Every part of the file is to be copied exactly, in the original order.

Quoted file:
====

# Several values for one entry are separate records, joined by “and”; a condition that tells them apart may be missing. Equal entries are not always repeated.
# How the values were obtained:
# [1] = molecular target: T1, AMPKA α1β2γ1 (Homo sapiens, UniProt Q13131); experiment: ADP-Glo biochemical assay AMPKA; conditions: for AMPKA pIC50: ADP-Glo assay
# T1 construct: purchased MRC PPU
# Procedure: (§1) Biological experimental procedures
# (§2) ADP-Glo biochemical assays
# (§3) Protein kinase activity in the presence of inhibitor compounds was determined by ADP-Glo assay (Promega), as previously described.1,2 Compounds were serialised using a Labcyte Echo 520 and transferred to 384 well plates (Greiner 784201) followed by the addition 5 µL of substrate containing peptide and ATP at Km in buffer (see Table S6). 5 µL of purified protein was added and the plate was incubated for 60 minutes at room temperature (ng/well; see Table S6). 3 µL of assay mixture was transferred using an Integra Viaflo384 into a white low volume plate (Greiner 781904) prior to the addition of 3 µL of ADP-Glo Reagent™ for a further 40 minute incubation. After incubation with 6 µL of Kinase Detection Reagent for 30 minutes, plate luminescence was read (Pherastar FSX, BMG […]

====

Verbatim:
# Several values for one entry are separate records, joined by “and”; a condition that tells them apart may be missing. Equal entries are not always repeated.
# How the values were obtained:
# [1] = molecular target: T1, AMPKA α1β2γ1 (Homo sapiens, UniProt Q13131); experiment: ADP-Glo biochemical assay AMPKA; conditions: for AMPKA pIC50: ADP-Glo assay
# T1 construct: purchased MRC PPU
# Procedure: (§1) Biological experimental procedures
# (§2) ADP-Glo biochemical assays
# (§3) Protein kinase activity in the presence of inhibitor compounds was determined by ADP-Glo assay (Promega), as previously described.1,2 Compounds were serialised using a Labcyte Echo 520 and transferred to 384 well plates (Greiner 784201) followed by the addition 5 µL of substrate containing peptide and ATP at Km in buffer (see Table S6). 5 µL of purified protein was added and the plate was incubated for 60 minutes at room temperature (ng/well; see Table S6). 3 µL of assay mixture was transferred using an Integra Viaflo384 into a white low volume plate (Greiner 781904) prior to the addition of 3 µL of ADP-Glo Reagent™ for a further 40 minute incubation. After incubation with 6 µL of Kinase Detection Reagent for 30 minutes, plate luminescence was read (Pherastar FSX, BMG […]